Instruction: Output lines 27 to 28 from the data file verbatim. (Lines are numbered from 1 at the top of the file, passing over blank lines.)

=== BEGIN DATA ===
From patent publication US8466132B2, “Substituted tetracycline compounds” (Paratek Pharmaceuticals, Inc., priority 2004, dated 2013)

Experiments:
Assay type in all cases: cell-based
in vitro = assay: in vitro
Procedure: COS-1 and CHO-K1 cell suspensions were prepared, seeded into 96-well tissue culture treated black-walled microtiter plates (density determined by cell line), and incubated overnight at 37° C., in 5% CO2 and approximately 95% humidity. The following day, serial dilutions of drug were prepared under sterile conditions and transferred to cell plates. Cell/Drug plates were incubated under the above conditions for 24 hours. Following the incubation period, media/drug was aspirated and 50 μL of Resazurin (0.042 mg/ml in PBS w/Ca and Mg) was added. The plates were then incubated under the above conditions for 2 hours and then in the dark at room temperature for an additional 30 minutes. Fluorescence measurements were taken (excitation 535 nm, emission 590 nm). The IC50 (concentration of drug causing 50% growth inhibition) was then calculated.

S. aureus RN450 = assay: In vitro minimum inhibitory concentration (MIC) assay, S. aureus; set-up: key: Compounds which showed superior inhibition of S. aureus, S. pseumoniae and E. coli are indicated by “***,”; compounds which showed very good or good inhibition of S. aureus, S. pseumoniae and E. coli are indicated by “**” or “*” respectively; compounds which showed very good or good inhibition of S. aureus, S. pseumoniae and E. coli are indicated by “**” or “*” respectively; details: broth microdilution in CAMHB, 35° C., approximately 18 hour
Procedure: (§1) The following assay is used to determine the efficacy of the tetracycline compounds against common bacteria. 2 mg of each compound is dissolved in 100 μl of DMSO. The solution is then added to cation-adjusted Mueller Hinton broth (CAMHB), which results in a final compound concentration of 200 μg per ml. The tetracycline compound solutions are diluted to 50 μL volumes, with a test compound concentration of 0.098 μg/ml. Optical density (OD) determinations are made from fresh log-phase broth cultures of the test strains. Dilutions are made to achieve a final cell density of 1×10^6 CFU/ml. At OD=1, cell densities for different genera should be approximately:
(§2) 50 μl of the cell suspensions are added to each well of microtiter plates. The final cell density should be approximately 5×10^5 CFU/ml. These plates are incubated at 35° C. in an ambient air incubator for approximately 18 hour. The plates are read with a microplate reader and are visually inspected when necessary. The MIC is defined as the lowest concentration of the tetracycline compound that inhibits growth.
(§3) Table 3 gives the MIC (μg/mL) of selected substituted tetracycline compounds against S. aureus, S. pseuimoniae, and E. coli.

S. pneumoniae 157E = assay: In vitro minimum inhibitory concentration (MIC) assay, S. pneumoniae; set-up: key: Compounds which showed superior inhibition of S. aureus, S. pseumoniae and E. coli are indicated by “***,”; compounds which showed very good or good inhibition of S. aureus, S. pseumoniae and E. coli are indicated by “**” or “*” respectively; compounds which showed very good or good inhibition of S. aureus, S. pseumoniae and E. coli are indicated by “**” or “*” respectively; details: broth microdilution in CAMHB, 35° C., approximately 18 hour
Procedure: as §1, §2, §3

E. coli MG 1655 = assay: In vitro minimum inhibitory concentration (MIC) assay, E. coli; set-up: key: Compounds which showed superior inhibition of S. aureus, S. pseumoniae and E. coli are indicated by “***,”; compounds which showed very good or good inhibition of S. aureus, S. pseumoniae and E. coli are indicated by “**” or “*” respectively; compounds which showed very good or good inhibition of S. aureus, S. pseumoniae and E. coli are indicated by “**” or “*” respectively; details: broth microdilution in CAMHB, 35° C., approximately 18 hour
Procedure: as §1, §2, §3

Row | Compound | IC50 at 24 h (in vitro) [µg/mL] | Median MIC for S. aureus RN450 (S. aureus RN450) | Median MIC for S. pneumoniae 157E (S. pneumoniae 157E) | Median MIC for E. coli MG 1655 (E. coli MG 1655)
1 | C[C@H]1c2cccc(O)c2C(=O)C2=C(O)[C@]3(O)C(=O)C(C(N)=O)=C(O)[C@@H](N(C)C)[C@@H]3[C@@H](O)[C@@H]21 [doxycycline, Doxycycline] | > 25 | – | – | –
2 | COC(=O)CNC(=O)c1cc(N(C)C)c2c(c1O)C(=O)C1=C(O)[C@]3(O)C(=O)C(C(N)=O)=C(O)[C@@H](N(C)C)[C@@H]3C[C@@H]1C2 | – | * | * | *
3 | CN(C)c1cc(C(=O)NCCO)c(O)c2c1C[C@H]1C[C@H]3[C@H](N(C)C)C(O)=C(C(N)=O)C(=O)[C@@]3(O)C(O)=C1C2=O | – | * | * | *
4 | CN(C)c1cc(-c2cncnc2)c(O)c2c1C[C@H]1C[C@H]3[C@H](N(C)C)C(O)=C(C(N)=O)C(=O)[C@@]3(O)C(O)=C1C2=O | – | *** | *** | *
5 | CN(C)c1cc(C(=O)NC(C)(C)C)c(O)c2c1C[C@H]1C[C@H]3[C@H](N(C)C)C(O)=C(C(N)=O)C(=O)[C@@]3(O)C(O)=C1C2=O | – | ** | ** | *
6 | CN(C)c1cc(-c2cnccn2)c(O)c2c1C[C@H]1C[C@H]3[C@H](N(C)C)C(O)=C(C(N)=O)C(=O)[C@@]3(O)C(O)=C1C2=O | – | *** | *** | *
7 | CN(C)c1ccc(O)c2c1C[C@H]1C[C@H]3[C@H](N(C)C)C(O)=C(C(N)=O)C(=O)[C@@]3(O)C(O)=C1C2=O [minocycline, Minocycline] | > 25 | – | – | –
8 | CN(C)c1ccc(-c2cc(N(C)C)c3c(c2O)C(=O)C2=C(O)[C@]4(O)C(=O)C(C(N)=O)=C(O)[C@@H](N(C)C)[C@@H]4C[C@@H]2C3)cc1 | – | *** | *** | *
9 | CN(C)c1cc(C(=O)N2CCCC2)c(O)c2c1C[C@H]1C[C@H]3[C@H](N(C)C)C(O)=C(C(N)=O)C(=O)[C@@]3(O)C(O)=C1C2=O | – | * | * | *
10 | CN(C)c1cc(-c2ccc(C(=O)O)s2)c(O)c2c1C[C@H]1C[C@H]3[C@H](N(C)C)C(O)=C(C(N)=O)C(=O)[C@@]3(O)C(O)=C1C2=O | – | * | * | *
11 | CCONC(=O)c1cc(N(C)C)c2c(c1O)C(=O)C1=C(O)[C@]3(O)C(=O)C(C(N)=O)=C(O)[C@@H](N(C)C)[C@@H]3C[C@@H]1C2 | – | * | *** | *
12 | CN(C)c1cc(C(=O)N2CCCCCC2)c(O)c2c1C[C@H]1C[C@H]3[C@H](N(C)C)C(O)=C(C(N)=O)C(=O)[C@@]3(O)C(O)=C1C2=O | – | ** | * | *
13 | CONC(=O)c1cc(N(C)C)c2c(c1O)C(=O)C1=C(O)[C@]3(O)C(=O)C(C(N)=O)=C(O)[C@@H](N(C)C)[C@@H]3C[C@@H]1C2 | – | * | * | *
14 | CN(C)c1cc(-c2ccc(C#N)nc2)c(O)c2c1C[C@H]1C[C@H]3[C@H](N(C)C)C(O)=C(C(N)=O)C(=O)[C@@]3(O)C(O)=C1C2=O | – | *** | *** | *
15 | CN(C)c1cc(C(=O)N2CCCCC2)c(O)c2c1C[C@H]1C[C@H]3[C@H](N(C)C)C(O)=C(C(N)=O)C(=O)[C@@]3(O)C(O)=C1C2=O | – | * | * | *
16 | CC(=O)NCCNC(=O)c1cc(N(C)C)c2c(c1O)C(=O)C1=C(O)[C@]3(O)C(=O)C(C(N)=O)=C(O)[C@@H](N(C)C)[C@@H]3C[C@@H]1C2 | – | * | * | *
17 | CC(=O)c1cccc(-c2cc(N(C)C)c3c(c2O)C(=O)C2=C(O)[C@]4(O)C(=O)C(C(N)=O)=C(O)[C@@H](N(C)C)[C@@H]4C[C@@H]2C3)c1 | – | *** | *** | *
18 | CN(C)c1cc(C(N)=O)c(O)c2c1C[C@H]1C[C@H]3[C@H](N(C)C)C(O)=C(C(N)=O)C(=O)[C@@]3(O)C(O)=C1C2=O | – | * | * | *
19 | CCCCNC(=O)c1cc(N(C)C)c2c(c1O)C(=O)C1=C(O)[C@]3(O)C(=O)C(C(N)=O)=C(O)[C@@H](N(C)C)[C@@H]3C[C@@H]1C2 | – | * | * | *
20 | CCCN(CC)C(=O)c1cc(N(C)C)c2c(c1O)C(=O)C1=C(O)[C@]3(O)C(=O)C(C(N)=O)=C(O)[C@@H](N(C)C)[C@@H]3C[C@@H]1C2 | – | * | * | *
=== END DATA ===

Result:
13 | CONC(=O)c1cc(N(C)C)c2c(c1O)C(=O)C1=C(O)[C@]3(O)C(=O)C(C(N)=O)=C(O)[C@@H](N(C)C)[C@@H]3C[C@@H]1C2 | – | * | * | *
14 | CN(C)c1cc(-c2ccc(C#N)nc2)c(O)c2c1C[C@H]1C[C@H]3[C@H](N(C)C)C(O)=C(C(N)=O)C(=O)[C@@]3(O)C(O)=C1C2=O | – | *** | *** | *